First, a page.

Attention, would-be Donald Trumps -- It's not so easy

Story highlights

  • Joel Sawyer says the candidates around the nation who are trying to imitate Donald Trump should beware of the difficulties
  • They lack his money, name recognition, media profile, Sawyer says

Joel Sawyer served as communications director for former South Carolina Gov. Mark Sanford and as executive director of the South Carolina GOP. He is currently an account executive at CampaignGrid, a digital advertising firm. The opinions expressed in this column are his own.

(CNN)Now that Donald Trump is the presumptive Republican nominee, political professionals across the country like myself are being asked: "How do I tap into what Trump has tapped into, and run a campaign like he is running?" Already, the Wall Street Journal is reporting candidates across the country are emulating the Trumpian message, if not tactics, in their own bids for office.

While I'm tempted to respond by telling the erstwhile candidate to find the brattiest, most entitled, 16-year-old boy you can, emulate him systematically, and to throw in a dash of xenophobia and a sprinkle of misogyny, the real answer is: You can't.
    Only Trump can be Trump.
      Inasmuch as Trump has obliterated conventional wisdom, his feat is unlikely to be repeated for a host of reasons.
      First and foremost, your last name isn't Trump.
      While it's debatable how much Trump is worth -- a number that varies with his "feelings," by his own admission -- he's worth a lot more money than most of us will ever see in our lifetime.
      But what isn't debatable is that he has been an incredibly savvy marketer of his surname. Over the past decades, he has with Kardashian-like efficiency created value for his last name alone.
      As John Oliver pointed out, the name "Trump" is synonymous with wealth and success. Hell, I owned a copy of "Trump" the board game" growing up. Companies gladly pay money to slap his name on everything from hotels to steak to vodka.
      No matter how well known you are back home, "Trump" is on a whole other level than having your granddaddy's name slapped across the front of the local library.
      Second, the media needs Trump because it is failing as an industry. Your local media doesn't need you.
      It's undeniable that Trump has received an unprecedented amount of free media coverage. But the real story isn't that he's been covered, it's the way he's been covered. The media is supposed to act as a gatekeeper. Call it a filter, if you like, but their job is to provide context and fact-checking as a balance against candidates' bluster. And when it comes to Trump, they've failed miserably in that regard.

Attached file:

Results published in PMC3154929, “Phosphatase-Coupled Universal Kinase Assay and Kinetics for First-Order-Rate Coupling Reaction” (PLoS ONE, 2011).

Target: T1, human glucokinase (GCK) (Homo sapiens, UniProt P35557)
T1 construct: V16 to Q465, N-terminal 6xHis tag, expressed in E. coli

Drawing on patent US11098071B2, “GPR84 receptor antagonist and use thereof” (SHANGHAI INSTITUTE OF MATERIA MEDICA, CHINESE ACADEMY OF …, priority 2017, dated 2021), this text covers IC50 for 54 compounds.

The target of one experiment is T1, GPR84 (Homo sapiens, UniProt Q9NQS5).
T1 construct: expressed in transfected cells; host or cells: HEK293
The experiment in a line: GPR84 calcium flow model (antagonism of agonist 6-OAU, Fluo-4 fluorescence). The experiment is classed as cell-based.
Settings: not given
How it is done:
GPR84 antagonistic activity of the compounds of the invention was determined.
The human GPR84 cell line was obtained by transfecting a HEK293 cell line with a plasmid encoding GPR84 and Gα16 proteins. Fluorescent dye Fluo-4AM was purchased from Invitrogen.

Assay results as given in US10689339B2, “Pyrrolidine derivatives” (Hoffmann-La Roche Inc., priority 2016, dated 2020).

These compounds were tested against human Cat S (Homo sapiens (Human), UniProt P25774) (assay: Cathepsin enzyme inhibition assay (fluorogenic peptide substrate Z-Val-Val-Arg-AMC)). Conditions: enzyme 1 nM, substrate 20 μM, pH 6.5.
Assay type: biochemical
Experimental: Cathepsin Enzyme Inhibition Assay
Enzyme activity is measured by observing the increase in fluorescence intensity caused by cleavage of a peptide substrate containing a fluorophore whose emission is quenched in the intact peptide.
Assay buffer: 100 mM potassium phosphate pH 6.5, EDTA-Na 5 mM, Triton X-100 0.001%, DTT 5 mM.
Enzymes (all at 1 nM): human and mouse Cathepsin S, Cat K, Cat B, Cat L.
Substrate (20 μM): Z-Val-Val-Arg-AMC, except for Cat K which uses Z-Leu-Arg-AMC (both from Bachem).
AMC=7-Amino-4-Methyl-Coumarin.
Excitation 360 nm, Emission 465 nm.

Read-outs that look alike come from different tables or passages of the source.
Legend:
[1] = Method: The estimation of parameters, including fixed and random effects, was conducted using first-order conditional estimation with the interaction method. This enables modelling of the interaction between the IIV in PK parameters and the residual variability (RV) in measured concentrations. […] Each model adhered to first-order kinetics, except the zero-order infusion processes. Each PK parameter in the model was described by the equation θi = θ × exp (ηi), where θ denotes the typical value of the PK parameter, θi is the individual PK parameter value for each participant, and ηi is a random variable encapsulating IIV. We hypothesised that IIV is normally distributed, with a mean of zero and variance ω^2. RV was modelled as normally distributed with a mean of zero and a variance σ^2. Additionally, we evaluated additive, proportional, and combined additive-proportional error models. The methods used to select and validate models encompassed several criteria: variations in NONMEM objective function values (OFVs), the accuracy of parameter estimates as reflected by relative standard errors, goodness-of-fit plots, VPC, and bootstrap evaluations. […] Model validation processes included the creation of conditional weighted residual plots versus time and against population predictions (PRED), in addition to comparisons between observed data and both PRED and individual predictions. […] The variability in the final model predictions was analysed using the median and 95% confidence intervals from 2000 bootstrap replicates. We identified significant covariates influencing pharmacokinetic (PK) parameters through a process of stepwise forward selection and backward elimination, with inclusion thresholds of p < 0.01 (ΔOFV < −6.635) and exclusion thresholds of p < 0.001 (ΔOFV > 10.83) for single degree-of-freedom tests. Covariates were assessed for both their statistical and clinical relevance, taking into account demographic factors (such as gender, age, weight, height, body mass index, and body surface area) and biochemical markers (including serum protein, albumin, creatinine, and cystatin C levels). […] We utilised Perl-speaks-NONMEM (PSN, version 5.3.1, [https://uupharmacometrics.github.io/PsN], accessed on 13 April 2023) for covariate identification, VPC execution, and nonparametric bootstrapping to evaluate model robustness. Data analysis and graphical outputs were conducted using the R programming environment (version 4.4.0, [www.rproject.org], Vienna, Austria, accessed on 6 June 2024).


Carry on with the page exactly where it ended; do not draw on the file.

There are countless examples, but most recently BuzzFeed editor in chief Ben Smith highlighted the media's inability to dispel the notion that Trump had opposed the war in Iraq.
      It's no mystery why -- they did it for the ratings. But your local TV station and newspaper are selling plenty of ads for Bob's Used Car Emporium without you. Not only that, but they may not even have a local political reporter anymore.
      Trump's plane landing has been carried live by cable news, multiple times. Trump is frequently allowed to phone into network interviews, when other candidates were forced to either appear in person on via satellite. Media outlets won't give you the same luxury.
      Third, you need to hire professionals. If there has been an Achilles' heel with Trump's political organization, it's been that until the recent additions of folks like Paul Manafort, Trump's campaign has been more akin to a series of surreal tent revivals than an actual, well, political organization. In addition to his political work in the U.S., Paul Manafort is best known for being a consultant to dictators around the world, and you cannot afford him.
      If Trump had organized an actual turnout operation, he may have very well won Iowa, something that he himself kinda sorta admitted in his own very Trumpian way.
      You aren't going to draw Donald Trump numbers to your events. In fact, you'll be lucky to pack the local barbecue joint. With family. And free food. And you can't afford to simply broadcast your message to any random yahoo who may or may not actually show up to vote. As already noted, Trump leveraged time and money with an awful lot of help from cable news. You'll be lucky to pull two sticks to your press conference to tell folks what you're mad as hell about today. That's why you have to invest in a real ground game, and make damn sure your folks show up on the only day that matters.
      Finally, you don't have a fake army of Twitter bots backing you up.
      The Donald's Twitter minions could make the Beyhive blush, though it's probable that many more of Beyonce's validators actually have a pulse. Patrick Ruffini spent some time digging into Trump's Twitter followers, and you can draw your own conclusions about how real they are.
      You're not going to get very far hate-tweeting and throwing tantrums at real or perceived slights, while thousands of dutiful bots wait to spread your every word to all eight of their own followers. To build an online presence, you're going to have to invest time and money into social media, and back to the earlier point about turnout, in voter-targeted digital technology.
      Sure, I'm a political professional, and so it's not surprising that I'm writing to tell candidates they need to hire pros. I get it. But what I'm laying out is nothing new -- it's the basic blocking and tackling of any campaign that will work for anyone whose last name isn't "Trump."
      And my professional advice to little Donalds is that your campaign will still need data-driven messaging, real polling, message experts, policies grounded in fact, and a decent campaign infrastructure, if you want to win.